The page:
Here is just about the highest accolade I can give to Will Mancini, church consultant, author, and founder of Auxano: my wife Julie ALWAYS says she wants to meet him in person because after he brought his brand of coaching to Good Shepherd, I began to sleep so much better at night. By my count, that’s a full decade of good slumber!
Will’s signature gift to THE church in general and OUR church in particular is clarity. He lives it, breathes it, bleeds it, and most fortunately for me, teaches it.
So when he recently agreed to be a guest on the Simplify The Message podcast, I was understandably excited.
I knew that more than anything else, Will would shed light on the connections between simplicity in preaching and clarity in leadership. How does what a preacher says on Sunday direct where that same church will go not only in the coming week but five years down the road?
We recorded the podcast before the COVID-19 shutdown pushed sermons into the virtual world, but the wisdom and observations he shares are very relevant to preaching today. In the online preaching world, clarity is even more critical, especially when messages will bear repeated viewing and listening.
You can listen to the podcast right here, or skim the highlights below.
Clarity in Preaching
At the beginning of the podcast, I ask Will to share his thoughts on the following question:
How Does Clarity in Church Mission Reinforce Clarity in Preaching?
Will responds with the concept of focusing on ‘The Big Idea’ first. He shares the example of sharing scripture without the bigger picture. Anyone can take a line of scripture and use it to distort the message if they don’t give proper context, and the same can happen in sermons and preaching. It’s why it is so much more rewarding to breach THE BIBLE rather than simply BIBLE VERSES.
“What if every sermon actually has a bigger context? And that bigger context is the reason the church exists?”
At a high level, every sermon needs to support the big picture mission. Every message is a flower that is planted to become an entire field.
Next, we flipped the script, and discuss the question:
How does Clarity in Preaching Reinforce Clarity in Church Mission?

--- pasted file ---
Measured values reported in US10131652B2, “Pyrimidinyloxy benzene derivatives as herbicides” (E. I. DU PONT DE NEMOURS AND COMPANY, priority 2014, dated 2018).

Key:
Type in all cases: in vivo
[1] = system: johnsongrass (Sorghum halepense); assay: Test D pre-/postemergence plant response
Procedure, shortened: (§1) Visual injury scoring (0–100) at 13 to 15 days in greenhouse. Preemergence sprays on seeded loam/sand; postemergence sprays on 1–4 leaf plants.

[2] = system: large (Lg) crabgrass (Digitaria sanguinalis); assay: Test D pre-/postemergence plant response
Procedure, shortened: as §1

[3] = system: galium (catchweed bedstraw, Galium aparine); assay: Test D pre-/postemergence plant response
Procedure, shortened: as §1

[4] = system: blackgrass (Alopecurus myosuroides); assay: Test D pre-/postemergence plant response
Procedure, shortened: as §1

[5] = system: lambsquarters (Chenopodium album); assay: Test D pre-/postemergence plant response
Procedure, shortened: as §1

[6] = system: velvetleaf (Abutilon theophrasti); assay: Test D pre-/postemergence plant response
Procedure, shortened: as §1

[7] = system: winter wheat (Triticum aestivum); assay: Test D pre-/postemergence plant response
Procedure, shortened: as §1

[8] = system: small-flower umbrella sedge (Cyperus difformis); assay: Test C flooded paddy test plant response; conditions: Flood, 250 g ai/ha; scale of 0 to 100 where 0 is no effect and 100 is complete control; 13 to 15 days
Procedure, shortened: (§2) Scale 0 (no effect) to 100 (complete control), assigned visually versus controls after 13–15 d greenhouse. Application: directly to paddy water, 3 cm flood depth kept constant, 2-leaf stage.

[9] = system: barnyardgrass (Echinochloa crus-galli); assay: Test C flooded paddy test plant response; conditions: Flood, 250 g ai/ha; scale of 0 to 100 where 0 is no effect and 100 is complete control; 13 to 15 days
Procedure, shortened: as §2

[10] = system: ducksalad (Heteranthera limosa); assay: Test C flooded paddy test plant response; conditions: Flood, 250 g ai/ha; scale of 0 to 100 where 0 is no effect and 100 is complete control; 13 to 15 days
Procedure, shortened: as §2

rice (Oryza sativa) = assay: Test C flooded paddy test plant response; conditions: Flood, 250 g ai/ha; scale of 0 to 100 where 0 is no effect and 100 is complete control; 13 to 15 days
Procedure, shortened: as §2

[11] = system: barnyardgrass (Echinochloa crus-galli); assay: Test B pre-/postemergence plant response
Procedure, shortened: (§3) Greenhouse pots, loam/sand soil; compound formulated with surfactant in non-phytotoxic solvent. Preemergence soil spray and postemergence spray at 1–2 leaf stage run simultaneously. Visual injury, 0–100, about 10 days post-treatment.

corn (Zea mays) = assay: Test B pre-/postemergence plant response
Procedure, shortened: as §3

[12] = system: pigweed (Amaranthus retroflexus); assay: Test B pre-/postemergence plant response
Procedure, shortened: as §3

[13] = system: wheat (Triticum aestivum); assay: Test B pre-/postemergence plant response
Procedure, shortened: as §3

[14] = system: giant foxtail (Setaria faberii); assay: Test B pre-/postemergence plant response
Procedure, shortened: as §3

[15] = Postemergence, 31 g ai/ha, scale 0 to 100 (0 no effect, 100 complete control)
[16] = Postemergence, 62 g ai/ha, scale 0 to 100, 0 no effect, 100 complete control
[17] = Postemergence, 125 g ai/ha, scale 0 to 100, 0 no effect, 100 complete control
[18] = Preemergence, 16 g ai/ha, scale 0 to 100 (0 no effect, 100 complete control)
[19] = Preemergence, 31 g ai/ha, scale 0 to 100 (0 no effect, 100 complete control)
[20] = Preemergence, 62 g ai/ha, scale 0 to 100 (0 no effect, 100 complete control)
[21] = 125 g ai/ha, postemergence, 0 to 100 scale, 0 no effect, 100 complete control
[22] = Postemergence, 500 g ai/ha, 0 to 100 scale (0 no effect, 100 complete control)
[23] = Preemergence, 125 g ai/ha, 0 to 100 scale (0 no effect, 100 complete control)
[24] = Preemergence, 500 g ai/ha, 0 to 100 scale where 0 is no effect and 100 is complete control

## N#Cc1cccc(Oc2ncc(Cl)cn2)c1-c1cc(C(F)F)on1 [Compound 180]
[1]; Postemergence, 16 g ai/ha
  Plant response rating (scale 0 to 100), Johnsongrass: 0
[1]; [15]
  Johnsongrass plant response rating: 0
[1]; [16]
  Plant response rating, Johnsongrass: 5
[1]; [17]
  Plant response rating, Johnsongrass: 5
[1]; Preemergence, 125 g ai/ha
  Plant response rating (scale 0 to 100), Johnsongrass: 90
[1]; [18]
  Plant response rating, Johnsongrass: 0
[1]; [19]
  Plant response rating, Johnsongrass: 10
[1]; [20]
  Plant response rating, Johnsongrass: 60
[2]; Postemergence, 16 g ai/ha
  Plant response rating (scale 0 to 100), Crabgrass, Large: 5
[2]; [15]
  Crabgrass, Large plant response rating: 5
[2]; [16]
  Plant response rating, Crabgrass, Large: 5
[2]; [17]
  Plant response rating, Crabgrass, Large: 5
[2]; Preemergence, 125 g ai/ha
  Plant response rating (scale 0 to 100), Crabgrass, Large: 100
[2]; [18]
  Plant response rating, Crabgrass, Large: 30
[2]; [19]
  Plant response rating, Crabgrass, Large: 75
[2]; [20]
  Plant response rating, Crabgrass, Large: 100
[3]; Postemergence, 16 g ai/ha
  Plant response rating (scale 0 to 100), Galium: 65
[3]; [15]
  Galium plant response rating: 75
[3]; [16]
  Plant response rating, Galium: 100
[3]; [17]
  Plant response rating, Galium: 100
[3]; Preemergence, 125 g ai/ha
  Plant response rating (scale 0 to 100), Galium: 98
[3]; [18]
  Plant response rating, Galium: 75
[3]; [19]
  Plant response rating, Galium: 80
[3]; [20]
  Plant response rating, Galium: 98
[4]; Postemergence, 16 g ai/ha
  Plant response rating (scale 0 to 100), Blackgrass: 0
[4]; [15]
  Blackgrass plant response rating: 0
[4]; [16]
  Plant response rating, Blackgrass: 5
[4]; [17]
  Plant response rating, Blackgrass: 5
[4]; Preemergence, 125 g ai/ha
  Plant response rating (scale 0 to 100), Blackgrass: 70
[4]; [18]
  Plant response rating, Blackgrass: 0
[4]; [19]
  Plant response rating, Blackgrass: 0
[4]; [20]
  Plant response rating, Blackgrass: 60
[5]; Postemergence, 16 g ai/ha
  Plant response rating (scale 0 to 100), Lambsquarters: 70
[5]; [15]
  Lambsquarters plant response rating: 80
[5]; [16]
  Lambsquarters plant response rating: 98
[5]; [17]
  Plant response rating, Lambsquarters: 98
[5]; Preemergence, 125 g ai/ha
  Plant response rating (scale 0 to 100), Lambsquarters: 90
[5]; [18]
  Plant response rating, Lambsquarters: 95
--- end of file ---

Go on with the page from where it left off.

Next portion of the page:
Will shares his philosophy of the preaching ministry; he calls it an “Organizational Homily.” He defines an organizational homily as being crystal clear about fundamentals that over time are durable. In other words, the sermon “in the background” supports every weekly message with a transcendent message. That’s why the phrase living relationship with Jesus Christ appears in virtually every sermon I preach and certainly in every worship service we host.
When weekly messages reinforce the vision, the dots become connected for the listeners, and there’s a shift where organizational unity and the uniqueness of each listener come together under the same mission. Will refers to this method as ‘the refrain’ – the repetition of the “big picture vision” every week.
Will goes on to describe the power of messages that reinforce the organizational homily over and over again, the listeners hear that message and begin to identify with it as being part of something bigger than themselves.
The Refrain, The Bottom Line, The One Point Message
“The power of clarity begins and ends with singularity.”
We talk about the pressure that preachers and church leaders feel to have a lot of things going on as a measure of a healthy church. Although it’s very common to feel that pressure and to go in that direction, especially in preaching and delivering sermons. Will and I agree that our experience shows us the opposite – if we focus on ONE single refrain, bottom line, or pointed point in our message, the clearer it is to the audience. From this past Sunday: Answering prayer isn’t God’s duty. It’s his delight.
Tools: From Teaching to Training
Will and I begin to discuss how tools can help preachers and leaders with discipleship; we don’t have to rely on sermons or messaging alone. Tools guide the application of the message outside of the church walls – in the home, in the workplace, and in the culture. As we talk about tools that we’ve used in the past, we examine tools in the 21st century and the height of the digital age. Attention spans are growing shorter and the culture is cluttered with competing messages on Christ and what it means to be a disciple. Will shares that he sees the digital world as a place of opportunity, rather than a place of distraction or difficulty. Our recent released Book Of Hope is exactly the kind of “hands on” tool Good Shepherd provides for the people of the church … and it’s the kind of idea I doubt I would have had apart from Will’s persistent prodding.
There are so many nuggets of wisdom packed into this podcast, I hope that you’ll take the time to listen to someday soon. If you’d like to learn more about Will’s vision for church growth, visit him at Auxano.com. His most recent book, Younique, was released in January 2020. The Auxano website is filled with free resources, books, training, and certifications.